A Middle Aged Movie Blog. Being the periodic journal of a film loving middle aged independent science fiction writing father of two and his ongoing adventures in cinema and home video
Recently watched the first season of Twin Peaks again, as I’ve not seen it in years and was astonished by how well it has aged, how funny and surreal it remains and how brilliant the performances are. Kyle McLaughlin as Agent Cooper remains the standout, but the supporting cast is revelatory. All the melodrama and pulp noir beats remain in situ. Antonio Badalamenti’s music is still some of the very best to ever grace a prime-time TV show. Will watch the second season again soon and Fire Walk with Me (1992), both of which were panned at the time of their original release, before moving on to The Return.
Unable to attend the cinema to watch Martin Scorsese’s The Irishman (2019) due to a bunch of personal stuff and responsibilities. So, stayed home and watched it on my own on Netflix. The Irishman, turns out, is absolutely excellent. As epic, historical dramas go, it’s a doozy. Take Goodfellas (1990) and Jimmy Hoffa, mix in a splash of existential angst and a bunch of decent tunes, stretch the runtime out to tell the story you want to tell, yank Joe Pesci out of retirement and hand him a decent role, make Robert DeNiro look great again, and splash all over with some revolutionary de-ageing effects, the like of which make Jeff Bridges in Tron: Legacy (2010) look like a computer game villain from the mid to late nineties and Hey Presto, Cinematic Gold.
Female performances are thin on the ground, which is occasionally frustrating, though Anna Paquin and her younger self Lucy Gallina as Peggy Sheeran deliver quietly watchful and understated performances as the silently judging offspring of Mafia hitman Frank Sheeran. Masterful stuff. Highly recommended.
Watched Phantom Thread (2017) Saturday. Not watched it since its release. I didn’t comment on it previously I don’t think. I probably felt in awe of it and was unsure how best to discuss. A brilliant film. Performances of Daniel Day Lewis and Leslie Manville are absolutely astonishing, the script is sublime, Paul Thomas Anderson’s direction and photography, which he took personal responsibility for in the absence of his usual DP, is exquisite. The score, by Johnny Greenwood is nothing short of perfection. An alternative ghost story in the romantic gothic tradition, elevated by the sorts of performances lesser filmmakers can only dream of. Also, I’ll never look at a piece of toast the same way again, ever.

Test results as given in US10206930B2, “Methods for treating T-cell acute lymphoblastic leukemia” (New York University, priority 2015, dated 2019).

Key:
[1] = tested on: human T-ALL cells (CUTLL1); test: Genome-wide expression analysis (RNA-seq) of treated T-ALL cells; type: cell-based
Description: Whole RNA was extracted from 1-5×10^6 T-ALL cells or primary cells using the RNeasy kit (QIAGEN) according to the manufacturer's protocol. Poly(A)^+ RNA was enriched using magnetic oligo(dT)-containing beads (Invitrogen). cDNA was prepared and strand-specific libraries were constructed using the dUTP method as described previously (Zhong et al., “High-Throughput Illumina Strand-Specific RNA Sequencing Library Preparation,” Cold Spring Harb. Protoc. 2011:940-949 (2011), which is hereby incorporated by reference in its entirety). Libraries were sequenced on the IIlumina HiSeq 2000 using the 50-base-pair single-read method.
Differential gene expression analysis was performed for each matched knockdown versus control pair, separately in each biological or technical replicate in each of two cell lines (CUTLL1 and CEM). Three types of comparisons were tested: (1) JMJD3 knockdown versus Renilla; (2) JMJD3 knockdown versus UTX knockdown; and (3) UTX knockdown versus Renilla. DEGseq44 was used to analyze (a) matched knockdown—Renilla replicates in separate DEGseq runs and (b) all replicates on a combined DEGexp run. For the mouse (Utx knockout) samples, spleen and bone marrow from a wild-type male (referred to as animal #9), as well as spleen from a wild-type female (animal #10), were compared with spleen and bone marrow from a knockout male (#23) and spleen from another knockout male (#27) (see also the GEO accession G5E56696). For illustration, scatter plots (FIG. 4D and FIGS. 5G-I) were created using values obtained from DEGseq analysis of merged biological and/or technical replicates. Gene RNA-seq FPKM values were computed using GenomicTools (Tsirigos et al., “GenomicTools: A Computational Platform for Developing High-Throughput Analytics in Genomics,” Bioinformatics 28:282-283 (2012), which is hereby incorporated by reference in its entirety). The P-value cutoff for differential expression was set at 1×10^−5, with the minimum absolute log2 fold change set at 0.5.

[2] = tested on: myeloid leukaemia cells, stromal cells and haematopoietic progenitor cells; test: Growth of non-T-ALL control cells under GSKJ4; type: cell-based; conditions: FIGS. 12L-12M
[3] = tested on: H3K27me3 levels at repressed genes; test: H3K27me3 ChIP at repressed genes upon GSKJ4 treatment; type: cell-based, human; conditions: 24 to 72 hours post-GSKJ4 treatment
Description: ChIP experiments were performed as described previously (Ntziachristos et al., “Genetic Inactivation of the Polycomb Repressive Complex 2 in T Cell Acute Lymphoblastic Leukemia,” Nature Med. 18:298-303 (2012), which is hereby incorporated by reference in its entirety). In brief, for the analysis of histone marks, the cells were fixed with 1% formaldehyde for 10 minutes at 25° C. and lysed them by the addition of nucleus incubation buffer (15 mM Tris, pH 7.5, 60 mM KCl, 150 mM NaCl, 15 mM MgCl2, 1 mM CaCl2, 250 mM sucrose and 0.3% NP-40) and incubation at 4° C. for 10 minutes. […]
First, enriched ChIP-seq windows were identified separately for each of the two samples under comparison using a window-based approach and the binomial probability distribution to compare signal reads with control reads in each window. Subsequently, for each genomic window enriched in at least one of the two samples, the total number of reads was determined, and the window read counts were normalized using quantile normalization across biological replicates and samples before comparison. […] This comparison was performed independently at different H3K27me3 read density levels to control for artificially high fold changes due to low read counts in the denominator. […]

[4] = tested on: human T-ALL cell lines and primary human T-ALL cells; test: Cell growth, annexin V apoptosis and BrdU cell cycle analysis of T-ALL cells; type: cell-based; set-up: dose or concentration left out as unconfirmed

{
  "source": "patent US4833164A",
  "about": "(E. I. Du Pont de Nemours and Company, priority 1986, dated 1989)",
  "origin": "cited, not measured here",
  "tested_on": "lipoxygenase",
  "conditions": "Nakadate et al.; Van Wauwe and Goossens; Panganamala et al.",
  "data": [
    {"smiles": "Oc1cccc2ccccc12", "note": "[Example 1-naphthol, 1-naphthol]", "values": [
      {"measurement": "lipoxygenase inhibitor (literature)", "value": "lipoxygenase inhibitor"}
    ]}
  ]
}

Hit the pause button on a recent Twin Peaks marathon I’ve been engaging in to watch In the Shadow of The Moon (2019) on streaming. Ultimately, this Jim Mickle time travel thriller about an obsessed cop hunting a serial killer who keeps appearing every nine years to melt people’s brains, is a bit of an oddity. It’s not Mickle’s best work, but neither is it rubbish. There’s some social commentary about race that feels a bit redundant. The plot is all over the place literally and figuratively. That said, it was fun whilst it lasted. Easily dismissible though enjoyable hokum. Starring Boyd Holbrook, Cleopatra Coleman, and Michael C. Hall.
Attended a cinema in Manchester to watch Jumanji: The Next Level (2019) with The Boy which, basically, was much the same movie as the first with a couple of changes to help differentiate it from its predecessor.
In order to mix things up a bit, senior citizens Danny DeVito and Danny Glover are sucked back into the malfunctioning game console of the original, along with some of the kids from Jumanji: Welcome to the Jungle (2017). All the characters get to switch around and exploit the senior citizen angle though for the most part the laughs tend to come from jokes that worked better in Welcome to the Jungle. Not quite as funny as the first, and the CG still leaves a bit to be desired. However, an enjoyable family adventure that hits more than it misses. Directed by Jake Kasdan.
Woken up at a stupidly early hour to watch Home Alone (1990) with the kids. Mildly resentful, and wanting to crawl back into sleep, but I managed to reach the couch and crashed out with dad blanket and coffee mug gripped firmly in both hands. Ah, December, how I do love thee, sort of, and Christmas wouldn’t be Christmas without at least one Home Alone movie and a raft of seasonal regulars to backfill free time.
We watched Home Alone (1990), and the kids laughed and cheered for the duration and I smiled at all the Tex Avery styled violence and the John Williams score, which is a classic. I was pleased Macauley Culkin didn’t get on my nerves at any point, which I fully expected him to and happy to find that no matter how many times I see Joe Pesci get his head scorched by a strategically rigged blowtorch, it still has the power to make me chortle every time. Directed by Chris Columbus. Produced and written by John Hughes.